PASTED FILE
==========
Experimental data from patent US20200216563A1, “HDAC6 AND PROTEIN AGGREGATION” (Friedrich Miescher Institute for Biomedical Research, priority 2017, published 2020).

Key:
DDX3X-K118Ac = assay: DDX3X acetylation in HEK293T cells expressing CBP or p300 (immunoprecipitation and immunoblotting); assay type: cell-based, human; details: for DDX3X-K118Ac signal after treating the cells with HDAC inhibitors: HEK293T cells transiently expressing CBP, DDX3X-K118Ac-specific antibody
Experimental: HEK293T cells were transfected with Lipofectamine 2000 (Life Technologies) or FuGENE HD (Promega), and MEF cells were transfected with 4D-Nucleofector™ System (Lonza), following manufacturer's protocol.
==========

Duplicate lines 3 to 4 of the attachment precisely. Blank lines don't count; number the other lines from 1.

DDX3X-K118Ac = assay: DDX3X acetylation in HEK293T cells expressing CBP or p300 (immunoprecipitation and immunoblotting); assay type: cell-based, human; details: for DDX3X-K118Ac signal after treating the cells with HDAC inhibitors: HEK293T cells transiently expressing CBP, DDX3X-K118Ac-specific antibody
Experimental: HEK293T cells were transfected with Lipofectamine 2000 (Life Technologies) or FuGENE HD (Promega), and MEF cells were transfected with 4D-Nucleofector™ System (Lonza), following manufacturer's protocol.